Plot: What’s it about?
Jonathan Demme doesn’t have a lot to prove when it comes to filmmaking. He took home the Best Director and Best Picture Oscar in 1991’s “The Silence of the Lambs” and 1993’s “Philadelphia” was also nominated for Best Picture. Most directors don’t have those kind of accolades and Demme seems that he hasn’t lost his touch when it comes to directing movies. With last year’s “Rachel Getting Married”, the film focuses on the family, well the “dysfunctional family” to be more exact. It garnered star Anne Hathaway her first Best Actress nomination (I’m sure we’ll see more from her) though she did end up losing to Kate Winslet in “The Reader.” To be quite honest, I had heard of the movie but had no idea Demme was behind the camera but when the opening credits rolled and I saw “Directed by Jonathan Demme” my eyes lit up and I was anxious as to what I was about to see. The film is about as close to a documentary both in substance in style as you can get without it actually being a documentary. That said, let’s delve into “Rachel Getting Married”…
Kym (Anne Hathaway) is a recovering addict. We don’t know exactly which drugs it is that she did, but we can assume that it’s been a lot. She’s getting out of a rehab clinic just in time to see her sister, Rachel (Rosemarie DeWitt) get married ? hence the title of the movie. We learn that Kym was responsible for killing her younger brother a few years before, though it was by accident. The family has tried to put it behind them, but it’s written in the eyes of everyone around Kym that she was the one responsible. It’s a fine line between sympathy and anger that we feel for Kym as she’s determined to have her sister’s wedding be more about her than Rachel. She’s self-indulgent, aloof and somewhat of a spoiled brat. When push comes to shove, she runs and the backdrop of the wedding serves as a somewhat ironic facade to the real problems going on in Kym’s life.
This isn’t the kind of movie that has a neat little ending and says that everything will be alright. Yes, the movie does have an ending but it’s in the non-traditional sense. I’m reminded of a review by Roger Ebert when he took a look at the legendary “McCabe and Mrs. Miller” in that he said “…uses a tactfully unobtrusive camera, a distinctive conversational style of dialog and the fluid movements of his actors to give us people who are characters from the moment we see them; we have the sense that when they leave camera range they’re still thinking, humming, scratching, chewing and nodding to each other in the street.” And that’s how I felt with this movie, like the camera was always there, but we just get a glimpse as to what the characters were saying. “Rachel Getting Married” isn’t a movie that’ll make you feel good about yourself, but it has plenty of great performances and it’s not to be missed.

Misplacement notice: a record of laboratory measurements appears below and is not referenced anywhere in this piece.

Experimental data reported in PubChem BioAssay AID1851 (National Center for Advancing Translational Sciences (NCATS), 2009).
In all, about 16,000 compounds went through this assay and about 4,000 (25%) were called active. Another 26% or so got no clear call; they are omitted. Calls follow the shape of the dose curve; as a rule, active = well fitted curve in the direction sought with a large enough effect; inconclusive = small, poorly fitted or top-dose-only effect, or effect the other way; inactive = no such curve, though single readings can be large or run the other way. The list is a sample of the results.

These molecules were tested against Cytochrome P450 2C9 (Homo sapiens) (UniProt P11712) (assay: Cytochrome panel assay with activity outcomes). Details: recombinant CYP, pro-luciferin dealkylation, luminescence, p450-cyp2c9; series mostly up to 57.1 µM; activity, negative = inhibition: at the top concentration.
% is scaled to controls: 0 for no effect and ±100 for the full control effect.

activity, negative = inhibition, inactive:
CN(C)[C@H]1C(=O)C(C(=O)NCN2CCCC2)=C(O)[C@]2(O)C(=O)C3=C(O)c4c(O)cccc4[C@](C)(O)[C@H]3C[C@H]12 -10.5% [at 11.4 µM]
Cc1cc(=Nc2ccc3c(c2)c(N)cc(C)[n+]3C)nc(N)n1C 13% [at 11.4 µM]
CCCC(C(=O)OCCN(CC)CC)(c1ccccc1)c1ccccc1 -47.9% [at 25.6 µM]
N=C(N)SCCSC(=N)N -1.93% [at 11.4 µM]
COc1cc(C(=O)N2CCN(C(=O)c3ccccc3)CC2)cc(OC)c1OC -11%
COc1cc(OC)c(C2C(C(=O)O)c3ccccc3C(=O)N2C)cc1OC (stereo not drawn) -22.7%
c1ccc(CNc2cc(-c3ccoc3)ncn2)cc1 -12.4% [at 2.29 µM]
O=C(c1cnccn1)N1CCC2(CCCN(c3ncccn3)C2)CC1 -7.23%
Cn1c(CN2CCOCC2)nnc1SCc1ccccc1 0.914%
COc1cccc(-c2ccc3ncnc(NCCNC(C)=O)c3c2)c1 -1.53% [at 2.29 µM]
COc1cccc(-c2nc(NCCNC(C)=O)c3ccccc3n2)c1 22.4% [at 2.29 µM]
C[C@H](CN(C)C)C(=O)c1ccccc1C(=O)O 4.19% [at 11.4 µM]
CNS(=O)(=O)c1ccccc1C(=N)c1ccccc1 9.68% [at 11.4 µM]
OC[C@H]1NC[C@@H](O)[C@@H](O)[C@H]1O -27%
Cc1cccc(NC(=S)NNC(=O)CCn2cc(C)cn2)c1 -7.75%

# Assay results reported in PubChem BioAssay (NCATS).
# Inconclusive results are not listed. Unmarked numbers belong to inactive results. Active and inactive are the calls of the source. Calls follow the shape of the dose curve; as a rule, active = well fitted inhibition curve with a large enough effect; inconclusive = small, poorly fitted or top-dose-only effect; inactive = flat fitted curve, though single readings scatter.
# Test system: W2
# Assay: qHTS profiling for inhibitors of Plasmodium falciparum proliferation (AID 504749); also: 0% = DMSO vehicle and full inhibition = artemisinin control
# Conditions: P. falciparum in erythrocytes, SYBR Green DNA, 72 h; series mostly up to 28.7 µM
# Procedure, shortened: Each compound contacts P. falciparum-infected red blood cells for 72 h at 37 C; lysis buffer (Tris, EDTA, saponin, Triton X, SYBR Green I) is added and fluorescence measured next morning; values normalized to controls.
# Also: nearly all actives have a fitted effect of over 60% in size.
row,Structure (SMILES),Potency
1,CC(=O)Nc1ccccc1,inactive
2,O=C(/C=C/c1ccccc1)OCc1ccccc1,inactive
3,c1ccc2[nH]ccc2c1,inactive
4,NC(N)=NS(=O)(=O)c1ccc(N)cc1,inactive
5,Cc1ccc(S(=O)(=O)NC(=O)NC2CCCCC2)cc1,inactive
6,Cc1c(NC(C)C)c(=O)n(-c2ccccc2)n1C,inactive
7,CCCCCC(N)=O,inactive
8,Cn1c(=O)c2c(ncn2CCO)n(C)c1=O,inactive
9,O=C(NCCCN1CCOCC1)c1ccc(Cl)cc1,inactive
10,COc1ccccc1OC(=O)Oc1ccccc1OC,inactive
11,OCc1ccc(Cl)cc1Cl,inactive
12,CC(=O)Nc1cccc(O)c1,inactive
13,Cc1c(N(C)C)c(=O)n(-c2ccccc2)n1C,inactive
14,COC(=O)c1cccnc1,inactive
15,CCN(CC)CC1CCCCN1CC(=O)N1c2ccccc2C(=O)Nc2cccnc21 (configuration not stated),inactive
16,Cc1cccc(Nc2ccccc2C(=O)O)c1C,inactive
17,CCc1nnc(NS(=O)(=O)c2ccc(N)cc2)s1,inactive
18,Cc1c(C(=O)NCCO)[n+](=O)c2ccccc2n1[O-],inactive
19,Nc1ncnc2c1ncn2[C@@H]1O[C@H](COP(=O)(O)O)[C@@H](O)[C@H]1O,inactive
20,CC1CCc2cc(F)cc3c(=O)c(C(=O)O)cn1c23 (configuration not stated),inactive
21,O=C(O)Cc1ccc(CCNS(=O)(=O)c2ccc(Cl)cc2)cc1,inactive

Video: How does it look?
Shot in HD, “Rachel Getting Married” has a very unique visual look to it. The 1.85:1 AVC HD transfer certainly looks razor sharp at some points in the film and has a blurry, almost documentary look and feel to it in others. While I feel the film is less about how it looks, the handheld camerawork gives it a “home video” feel. I’m sure this was the intention as the event of a marriage certainly caters to that of a video. Colors are very de-saturated, Kym’s skin looks nearly white and vacant in every shot. There aren’t a lot of bright colors in the palette here and I think it was a good choice. This movie would have a different look and feel if there were more color. On the whole, it’s a good-looking transfer, though it wasn’t supposed to be the stylized and polished studio film that we’re so accustomed to seeing.
Audio: How does it sound?
On the box it reads “Dolby TrueHD” but in all reality, “Rachel Getting Married” is pretty much a mono soundtrack. Almost the entire movie is dialogue-driven with only a tiny bit of help from the surrounds. Again, this fits the mold of what the movie was trying to accomplish and I highly doubt that too many people will be upset when they find out this doesn’t sound like “Wanted”. That said, vocals are very strong and clear though we do get some of the overlapping dialogue. A good effort, though not something to show off your home theater system with for sure.
Supplements: What are the extras?
In terms of supplements, we get just enough to make your purchase worth the money. There are two commentaries, the first with some crew members that tell of the shoot, working with Demme (though he and Anne Hathaway are conspicuously absent from both tracks) and the like. The second is with actress Rosemarie DeWitt who plays Rachel in the film. It’s a good track, but a bit sparse in points. I wonder why they just didn’t edit her comments into the other track? A trio of featurettes are included; the first is “The Wedding Band” which shows us the director’s approach to the sound used in the film. The band did have a rather unique way of using the sound and this explores that. We’ve got the obligatory “Making of…” featurette as well. Most engaging is the hour-long Q and A session with the cast and crew. We get a lot of information about the movie here, and I preferred it to the commentary track personally. Then again, it’s easier to connect with the actors when you can see them talking. There are nine deleted scenes and the original trailer in HD.